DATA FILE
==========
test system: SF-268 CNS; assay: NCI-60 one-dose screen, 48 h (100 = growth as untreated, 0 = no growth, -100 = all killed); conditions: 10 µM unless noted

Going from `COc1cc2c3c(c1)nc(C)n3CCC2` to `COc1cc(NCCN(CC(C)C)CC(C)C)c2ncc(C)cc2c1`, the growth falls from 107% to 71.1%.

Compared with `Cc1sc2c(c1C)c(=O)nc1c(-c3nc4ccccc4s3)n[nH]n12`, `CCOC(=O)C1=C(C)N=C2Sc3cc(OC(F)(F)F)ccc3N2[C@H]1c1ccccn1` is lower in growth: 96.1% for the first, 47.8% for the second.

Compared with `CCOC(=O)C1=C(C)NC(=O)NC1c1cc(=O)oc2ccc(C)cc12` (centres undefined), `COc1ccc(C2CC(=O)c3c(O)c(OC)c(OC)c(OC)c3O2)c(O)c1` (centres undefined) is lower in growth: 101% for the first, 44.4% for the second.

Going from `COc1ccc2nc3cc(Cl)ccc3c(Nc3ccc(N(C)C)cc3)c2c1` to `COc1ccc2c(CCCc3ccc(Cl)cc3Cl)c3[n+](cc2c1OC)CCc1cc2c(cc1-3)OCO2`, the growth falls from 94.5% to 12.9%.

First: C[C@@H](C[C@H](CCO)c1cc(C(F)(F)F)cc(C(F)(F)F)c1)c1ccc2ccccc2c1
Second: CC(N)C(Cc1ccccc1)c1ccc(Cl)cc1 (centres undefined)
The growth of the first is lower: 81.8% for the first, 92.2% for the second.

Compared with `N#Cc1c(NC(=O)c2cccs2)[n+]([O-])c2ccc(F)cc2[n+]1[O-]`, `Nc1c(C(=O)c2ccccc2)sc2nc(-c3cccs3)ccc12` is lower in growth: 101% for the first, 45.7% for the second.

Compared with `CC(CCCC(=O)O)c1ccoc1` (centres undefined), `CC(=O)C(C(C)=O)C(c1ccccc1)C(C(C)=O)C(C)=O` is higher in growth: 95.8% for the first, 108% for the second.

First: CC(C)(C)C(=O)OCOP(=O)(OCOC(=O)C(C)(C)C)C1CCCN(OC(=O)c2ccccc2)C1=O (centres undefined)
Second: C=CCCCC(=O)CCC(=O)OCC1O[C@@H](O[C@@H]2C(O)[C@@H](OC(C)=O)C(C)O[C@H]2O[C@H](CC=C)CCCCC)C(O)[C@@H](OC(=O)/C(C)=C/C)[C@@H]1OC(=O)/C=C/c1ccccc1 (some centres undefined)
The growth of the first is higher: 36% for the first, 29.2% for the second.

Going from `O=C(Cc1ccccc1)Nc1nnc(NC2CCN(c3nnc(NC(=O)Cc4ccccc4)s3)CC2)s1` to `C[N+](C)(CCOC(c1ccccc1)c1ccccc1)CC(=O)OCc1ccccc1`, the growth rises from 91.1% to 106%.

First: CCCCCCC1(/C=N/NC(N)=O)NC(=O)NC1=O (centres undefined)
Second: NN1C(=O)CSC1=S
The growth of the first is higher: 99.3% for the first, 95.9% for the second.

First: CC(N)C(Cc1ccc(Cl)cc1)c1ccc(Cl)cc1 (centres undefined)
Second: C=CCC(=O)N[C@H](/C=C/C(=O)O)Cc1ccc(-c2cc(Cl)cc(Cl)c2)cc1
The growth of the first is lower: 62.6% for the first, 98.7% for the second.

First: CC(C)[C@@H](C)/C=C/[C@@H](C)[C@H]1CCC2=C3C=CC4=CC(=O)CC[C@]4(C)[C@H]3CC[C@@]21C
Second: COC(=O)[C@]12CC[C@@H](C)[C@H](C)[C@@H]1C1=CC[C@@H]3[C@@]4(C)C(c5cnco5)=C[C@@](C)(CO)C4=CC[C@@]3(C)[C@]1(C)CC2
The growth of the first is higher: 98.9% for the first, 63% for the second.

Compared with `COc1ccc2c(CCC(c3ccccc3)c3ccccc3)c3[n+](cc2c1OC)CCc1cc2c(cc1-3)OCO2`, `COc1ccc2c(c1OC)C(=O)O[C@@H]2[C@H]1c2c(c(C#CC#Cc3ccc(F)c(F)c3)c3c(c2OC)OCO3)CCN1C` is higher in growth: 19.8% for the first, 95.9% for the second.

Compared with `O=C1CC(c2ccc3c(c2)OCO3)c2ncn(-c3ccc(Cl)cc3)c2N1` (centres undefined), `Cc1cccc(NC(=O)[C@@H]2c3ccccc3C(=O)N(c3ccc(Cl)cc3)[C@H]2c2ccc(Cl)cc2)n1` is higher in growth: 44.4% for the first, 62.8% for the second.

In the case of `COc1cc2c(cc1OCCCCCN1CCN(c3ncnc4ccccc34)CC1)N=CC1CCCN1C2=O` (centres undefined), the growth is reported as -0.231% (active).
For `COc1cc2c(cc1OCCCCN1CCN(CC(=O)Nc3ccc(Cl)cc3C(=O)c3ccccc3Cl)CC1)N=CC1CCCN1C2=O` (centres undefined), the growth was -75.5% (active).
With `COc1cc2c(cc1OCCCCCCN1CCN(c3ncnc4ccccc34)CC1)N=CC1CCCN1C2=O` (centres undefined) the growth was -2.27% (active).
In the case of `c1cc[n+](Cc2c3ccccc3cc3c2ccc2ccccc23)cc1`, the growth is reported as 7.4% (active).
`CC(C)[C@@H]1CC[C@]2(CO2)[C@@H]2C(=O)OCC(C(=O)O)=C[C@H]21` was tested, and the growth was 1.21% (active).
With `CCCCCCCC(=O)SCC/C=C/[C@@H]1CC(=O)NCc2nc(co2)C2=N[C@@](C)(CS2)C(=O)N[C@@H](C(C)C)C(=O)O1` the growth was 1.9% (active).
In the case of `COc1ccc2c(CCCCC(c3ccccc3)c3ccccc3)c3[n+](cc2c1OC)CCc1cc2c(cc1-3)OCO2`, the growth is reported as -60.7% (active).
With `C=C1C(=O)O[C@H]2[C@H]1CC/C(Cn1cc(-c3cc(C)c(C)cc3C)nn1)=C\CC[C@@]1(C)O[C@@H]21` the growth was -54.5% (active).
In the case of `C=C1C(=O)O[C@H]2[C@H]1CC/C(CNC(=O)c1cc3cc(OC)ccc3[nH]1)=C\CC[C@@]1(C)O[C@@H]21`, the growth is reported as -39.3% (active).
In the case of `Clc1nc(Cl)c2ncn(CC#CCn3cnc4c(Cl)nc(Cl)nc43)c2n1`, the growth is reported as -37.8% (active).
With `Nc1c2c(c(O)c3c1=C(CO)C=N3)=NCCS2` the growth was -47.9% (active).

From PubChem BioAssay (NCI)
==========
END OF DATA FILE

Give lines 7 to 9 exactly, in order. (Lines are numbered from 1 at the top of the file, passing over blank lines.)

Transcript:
Second: CC(N)C(Cc1ccccc1)c1ccc(Cl)cc1 (centres undefined)
The growth of the first is lower: 81.8% for the first, 92.2% for the second.

Compared with `N#Cc1c(NC(=O)c2cccs2)[n+]([O-])c2ccc(F)cc2[n+]1[O-]`, `Nc1c(C(=O)c2ccccc2)sc2nc(-c3cccs3)ccc12` is lower in growth: 101% for the first, 45.7% for the second.